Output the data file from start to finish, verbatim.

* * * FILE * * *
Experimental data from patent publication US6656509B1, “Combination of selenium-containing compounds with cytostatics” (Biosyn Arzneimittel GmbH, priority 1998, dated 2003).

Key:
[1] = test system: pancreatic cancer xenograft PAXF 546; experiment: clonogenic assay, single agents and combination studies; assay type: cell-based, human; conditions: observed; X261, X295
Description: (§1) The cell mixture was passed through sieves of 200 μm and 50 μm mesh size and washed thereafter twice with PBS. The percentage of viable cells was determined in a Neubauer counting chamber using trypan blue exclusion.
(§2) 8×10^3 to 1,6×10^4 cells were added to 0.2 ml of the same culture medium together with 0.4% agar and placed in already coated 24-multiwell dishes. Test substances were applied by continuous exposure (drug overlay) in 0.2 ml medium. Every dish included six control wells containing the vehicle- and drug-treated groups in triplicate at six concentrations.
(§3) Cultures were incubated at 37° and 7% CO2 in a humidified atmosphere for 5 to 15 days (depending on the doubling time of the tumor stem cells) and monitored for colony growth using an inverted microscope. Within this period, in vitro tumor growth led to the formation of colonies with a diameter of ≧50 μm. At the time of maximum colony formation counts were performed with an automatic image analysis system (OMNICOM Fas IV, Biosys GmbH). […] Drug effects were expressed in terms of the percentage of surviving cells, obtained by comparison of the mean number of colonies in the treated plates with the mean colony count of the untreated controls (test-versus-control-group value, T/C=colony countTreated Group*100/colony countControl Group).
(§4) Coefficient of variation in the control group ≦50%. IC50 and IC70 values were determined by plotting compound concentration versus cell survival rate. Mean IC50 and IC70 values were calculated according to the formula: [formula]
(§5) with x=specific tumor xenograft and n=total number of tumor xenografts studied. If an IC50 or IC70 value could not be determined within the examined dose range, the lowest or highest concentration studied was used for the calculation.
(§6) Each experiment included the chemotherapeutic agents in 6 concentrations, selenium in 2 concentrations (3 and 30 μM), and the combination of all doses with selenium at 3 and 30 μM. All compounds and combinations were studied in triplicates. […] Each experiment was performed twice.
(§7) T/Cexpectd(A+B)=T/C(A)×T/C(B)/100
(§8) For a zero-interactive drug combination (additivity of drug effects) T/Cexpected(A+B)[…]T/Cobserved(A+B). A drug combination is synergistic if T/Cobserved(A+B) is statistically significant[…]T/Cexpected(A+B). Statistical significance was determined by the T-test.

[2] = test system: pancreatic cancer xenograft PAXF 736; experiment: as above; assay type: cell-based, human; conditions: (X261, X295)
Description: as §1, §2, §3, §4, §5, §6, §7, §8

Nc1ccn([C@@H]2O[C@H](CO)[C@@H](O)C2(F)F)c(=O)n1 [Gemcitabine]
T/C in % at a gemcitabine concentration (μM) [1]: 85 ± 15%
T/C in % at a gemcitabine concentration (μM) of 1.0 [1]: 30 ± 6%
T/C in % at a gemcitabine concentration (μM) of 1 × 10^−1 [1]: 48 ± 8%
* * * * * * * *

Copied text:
Experimental data from patent publication US6656509B1, “Combination of selenium-containing compounds with cytostatics” (Biosyn Arzneimittel GmbH, priority 1998, dated 2003).

Key:
[1] = test system: pancreatic cancer xenograft PAXF 546; experiment: clonogenic assay, single agents and combination studies; assay type: cell-based, human; conditions: observed; X261, X295
Description: (§1) The cell mixture was passed through sieves of 200 μm and 50 μm mesh size and washed thereafter twice with PBS. The percentage of viable cells was determined in a Neubauer counting chamber using trypan blue exclusion.
(§2) 8×10^3 to 1,6×10^4 cells were added to 0.2 ml of the same culture medium together with 0.4% agar and placed in already coated 24-multiwell dishes. Test substances were applied by continuous exposure (drug overlay) in 0.2 ml medium. Every dish included six control wells containing the vehicle- and drug-treated groups in triplicate at six concentrations.
(§3) Cultures were incubated at 37° and 7% CO2 in a humidified atmosphere for 5 to 15 days (depending on the doubling time of the tumor stem cells) and monitored for colony growth using an inverted microscope. Within this period, in vitro tumor growth led to the formation of colonies with a diameter of ≧50 μm. At the time of maximum colony formation counts were performed with an automatic image analysis system (OMNICOM Fas IV, Biosys GmbH). […] Drug effects were expressed in terms of the percentage of surviving cells, obtained by comparison of the mean number of colonies in the treated plates with the mean colony count of the untreated controls (test-versus-control-group value, T/C=colony countTreated Group*100/colony countControl Group).
(§4) Coefficient of variation in the control group ≦50%. IC50 and IC70 values were determined by plotting compound concentration versus cell survival rate. Mean IC50 and IC70 values were calculated according to the formula: [formula]
(§5) with x=specific tumor xenograft and n=total number of tumor xenografts studied. If an IC50 or IC70 value could not be determined within the examined dose range, the lowest or highest concentration studied was used for the calculation.
(§6) Each experiment included the chemotherapeutic agents in 6 concentrations, selenium in 2 concentrations (3 and 30 μM), and the combination of all doses with selenium at 3 and 30 μM. All compounds and combinations were studied in triplicates. […] Each experiment was performed twice.
(§7) T/Cexpectd(A+B)=T/C(A)×T/C(B)/100
(§8) For a zero-interactive drug combination (additivity of drug effects) T/Cexpected(A+B)[…]T/Cobserved(A+B). A drug combination is synergistic if T/Cobserved(A+B) is statistically significant[…]T/Cexpected(A+B). Statistical significance was determined by the T-test.

[2] = test system: pancreatic cancer xenograft PAXF 736; experiment: as above; assay type: cell-based, human; conditions: (X261, X295)
Description: as §1, §2, §3, §4, §5, §6, §7, §8

Nc1ccn([C@@H]2O[C@H](CO)[C@@H](O)C2(F)F)c(=O)n1 [Gemcitabine]
T/C in % at a gemcitabine concentration (μM) [1]: 85 ± 15%
T/C in % at a gemcitabine concentration (μM) of 1.0 [1]: 30 ± 6%
T/C in % at a gemcitabine concentration (μM) of 1 × 10^−1 [1]: 48 ± 8%